The weather is starting to scare me.
It is currently 77 degrees in North Carolina. On December 22. We had to turn the air conditioning on.
The local record, in Raleigh, was set in 1923. It was broken by two degrees today.
Tomorrow it will plunge downward, crashing to 37 degrees, and then down below freezing by the next night.
This is the second time this has happened in the last month. Unseasonably hot, record hot, sudden freezing crash, rinse, repeat.
I have absolutely no context to place this in. This is weird. This whole last year was weird. The farmers at the farmer’s market, many of whom are friends, had wretched vegetable crops. Everything burned out early, drowned, fried, something. We came out of the ten year drought, (which is good!) but we did it with weeks of unending rain. Plants rotted in the ground. We were lucky that we didn’t get a hurricane–even a relatively minor one would have yanked trees right out of the waterlogged soil. Then we had a heat wave and started breaking records again.
I saw what looked a heckuva lot like a Least Tern over a local lake yesterday. They’re rare inland and they are gone by October. There are moths around my porch light. The bluebirds were house hunting a week ago.
Not completely impossible, any of them. All just at the edge of what you’d expect. All these little improbabilities adding up, over and over, all the things that are just a little later, just a little too early.
I won’t lie, guys, it’s starting to scare the crap out of me.
I sometimes feel–probably most of us do, now and again–that our gardens are these little islands in a vast sea of scary things. Asphalt. Pesticides. Obnoxious politicians. Invasive species. We come to sites like this to read about other people’s islands, to find out how to make our own little islands better. Probably a lot of us come just to know that we’re not the only island. Sometimes when you look out and all you see is concrete and HOA’s, it gets discouraging. Sometimes it feels like you’re bailing the tide.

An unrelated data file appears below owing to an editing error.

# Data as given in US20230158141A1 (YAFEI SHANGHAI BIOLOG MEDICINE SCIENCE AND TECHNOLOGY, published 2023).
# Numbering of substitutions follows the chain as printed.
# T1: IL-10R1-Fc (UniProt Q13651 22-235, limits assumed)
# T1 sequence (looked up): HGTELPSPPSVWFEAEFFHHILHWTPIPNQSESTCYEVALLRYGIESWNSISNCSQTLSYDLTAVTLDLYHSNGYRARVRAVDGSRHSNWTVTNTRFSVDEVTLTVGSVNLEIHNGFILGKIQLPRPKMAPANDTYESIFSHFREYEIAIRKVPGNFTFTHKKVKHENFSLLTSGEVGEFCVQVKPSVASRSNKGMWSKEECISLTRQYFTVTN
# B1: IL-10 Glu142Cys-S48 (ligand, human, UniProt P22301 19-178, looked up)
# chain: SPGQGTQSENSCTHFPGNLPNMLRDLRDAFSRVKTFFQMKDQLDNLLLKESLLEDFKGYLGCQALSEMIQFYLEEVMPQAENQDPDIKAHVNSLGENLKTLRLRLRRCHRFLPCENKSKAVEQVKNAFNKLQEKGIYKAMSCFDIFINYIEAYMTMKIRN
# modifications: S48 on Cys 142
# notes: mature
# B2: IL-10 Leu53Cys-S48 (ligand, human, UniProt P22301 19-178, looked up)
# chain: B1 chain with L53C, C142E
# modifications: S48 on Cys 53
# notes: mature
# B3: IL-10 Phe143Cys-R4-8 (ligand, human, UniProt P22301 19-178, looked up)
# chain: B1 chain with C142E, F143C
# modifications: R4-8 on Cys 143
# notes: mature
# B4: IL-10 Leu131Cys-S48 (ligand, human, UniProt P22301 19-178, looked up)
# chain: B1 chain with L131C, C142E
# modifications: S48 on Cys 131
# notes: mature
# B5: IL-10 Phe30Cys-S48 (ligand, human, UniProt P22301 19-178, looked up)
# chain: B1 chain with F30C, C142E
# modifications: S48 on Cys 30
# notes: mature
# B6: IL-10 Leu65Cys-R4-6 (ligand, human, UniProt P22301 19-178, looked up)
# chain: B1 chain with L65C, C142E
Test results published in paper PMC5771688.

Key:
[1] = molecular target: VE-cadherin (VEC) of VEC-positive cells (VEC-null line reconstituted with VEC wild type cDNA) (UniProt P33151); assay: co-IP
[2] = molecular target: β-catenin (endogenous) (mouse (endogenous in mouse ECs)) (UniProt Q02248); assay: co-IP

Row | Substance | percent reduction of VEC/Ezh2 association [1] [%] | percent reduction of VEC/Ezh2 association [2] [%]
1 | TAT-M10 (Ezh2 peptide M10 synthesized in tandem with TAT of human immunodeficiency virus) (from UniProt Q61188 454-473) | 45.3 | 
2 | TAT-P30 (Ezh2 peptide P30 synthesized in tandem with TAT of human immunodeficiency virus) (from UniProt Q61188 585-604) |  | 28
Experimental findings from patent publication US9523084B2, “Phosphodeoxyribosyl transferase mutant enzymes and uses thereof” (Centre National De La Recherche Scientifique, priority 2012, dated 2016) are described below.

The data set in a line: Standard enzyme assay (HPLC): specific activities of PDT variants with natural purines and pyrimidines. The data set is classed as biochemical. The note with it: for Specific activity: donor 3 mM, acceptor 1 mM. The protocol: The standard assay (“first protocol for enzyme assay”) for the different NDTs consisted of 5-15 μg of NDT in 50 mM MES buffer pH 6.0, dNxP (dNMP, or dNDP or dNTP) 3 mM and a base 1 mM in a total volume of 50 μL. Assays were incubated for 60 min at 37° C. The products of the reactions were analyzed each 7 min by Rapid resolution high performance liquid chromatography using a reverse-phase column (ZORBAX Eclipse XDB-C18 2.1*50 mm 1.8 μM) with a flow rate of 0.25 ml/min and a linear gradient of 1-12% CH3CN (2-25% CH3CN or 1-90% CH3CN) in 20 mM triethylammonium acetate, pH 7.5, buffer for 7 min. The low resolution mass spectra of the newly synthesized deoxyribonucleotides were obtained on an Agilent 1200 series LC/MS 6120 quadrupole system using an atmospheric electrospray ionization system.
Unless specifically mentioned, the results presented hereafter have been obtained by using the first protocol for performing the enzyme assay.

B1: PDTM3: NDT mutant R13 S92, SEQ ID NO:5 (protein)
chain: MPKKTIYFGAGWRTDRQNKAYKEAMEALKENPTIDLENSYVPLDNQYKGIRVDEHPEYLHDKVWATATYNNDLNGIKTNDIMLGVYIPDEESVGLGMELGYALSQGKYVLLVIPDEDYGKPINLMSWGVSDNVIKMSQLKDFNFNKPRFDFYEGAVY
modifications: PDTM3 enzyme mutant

Well. I am not trying to be a downer here. Despair is a worse enemy than Chinese wisteria and Japanese stiltgrass. My island is fine at the moment. The frogs and the bees, my beloved indicators, are all asleep under the leaves. I have no reason to believe they won’t emerge in spring. As the garden grows and the plants settle in, my island is arguably getting better—an older garden holds more species than a young one, if the ecologists are to be believed.
Still, to extend the metaphor, I stand in my little island and look out and the sea is awfully choppy out there. And I have absolutely no idea what it’s going to do next.
As I am writing, I hear thunder. That’s not artistic license—I’m not trying to make a metaphorical point about approaching hoofbeats, although it’d be a really good one and I kinda wish I was—we’re actually about to get a thunderstorm. My husband tells me that there’s some kind of local saying about snow after thunder, but he can’t remember it. He’s lived here all his life and doesn’t remember weather like this.
The elderly border collie, who hates thunder, is hiding under the bed.
I’m kinda wondering if I should join him.
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